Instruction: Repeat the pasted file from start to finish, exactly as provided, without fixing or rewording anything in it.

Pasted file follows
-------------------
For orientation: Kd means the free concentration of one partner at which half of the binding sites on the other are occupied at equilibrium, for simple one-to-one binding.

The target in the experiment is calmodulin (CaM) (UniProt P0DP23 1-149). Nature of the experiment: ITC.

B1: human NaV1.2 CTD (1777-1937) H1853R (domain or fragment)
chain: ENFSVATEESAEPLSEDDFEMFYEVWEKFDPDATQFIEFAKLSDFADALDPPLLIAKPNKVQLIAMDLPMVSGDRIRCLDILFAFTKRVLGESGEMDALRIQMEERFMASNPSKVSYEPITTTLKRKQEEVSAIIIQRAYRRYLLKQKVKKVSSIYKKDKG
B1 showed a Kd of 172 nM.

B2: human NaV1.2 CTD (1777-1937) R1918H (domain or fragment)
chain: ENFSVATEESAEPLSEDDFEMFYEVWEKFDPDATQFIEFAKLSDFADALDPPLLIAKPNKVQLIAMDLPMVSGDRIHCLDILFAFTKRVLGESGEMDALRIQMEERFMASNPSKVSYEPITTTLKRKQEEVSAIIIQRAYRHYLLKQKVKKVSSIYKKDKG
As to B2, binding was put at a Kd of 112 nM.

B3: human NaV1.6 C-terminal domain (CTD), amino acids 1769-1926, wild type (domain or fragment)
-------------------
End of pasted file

For orientation: Kd means the free concentration of one partner at which half of the binding sites on the other are occupied at equilibrium, for simple one-to-one binding.

The target in the experiment is calmodulin (CaM) (UniProt P0DP23 1-149). Nature of the experiment: ITC.

B1: human NaV1.2 CTD (1777-1937) H1853R (domain or fragment)
chain: ENFSVATEESAEPLSEDDFEMFYEVWEKFDPDATQFIEFAKLSDFADALDPPLLIAKPNKVQLIAMDLPMVSGDRIRCLDILFAFTKRVLGESGEMDALRIQMEERFMASNPSKVSYEPITTTLKRKQEEVSAIIIQRAYRRYLLKQKVKKVSSIYKKDKG
B1 showed a Kd of 172 nM.

B2: human NaV1.2 CTD (1777-1937) R1918H (domain or fragment)
chain: ENFSVATEESAEPLSEDDFEMFYEVWEKFDPDATQFIEFAKLSDFADALDPPLLIAKPNKVQLIAMDLPMVSGDRIHCLDILFAFTKRVLGESGEMDALRIQMEERFMASNPSKVSYEPITTTLKRKQEEVSAIIIQRAYRHYLLKQKVKKVSSIYKKDKG
As to B2, binding was put at a Kd of 112 nM.

B3: human NaV1.6 C-terminal domain (CTD), amino acids 1769-1926, wild type (domain or fragment)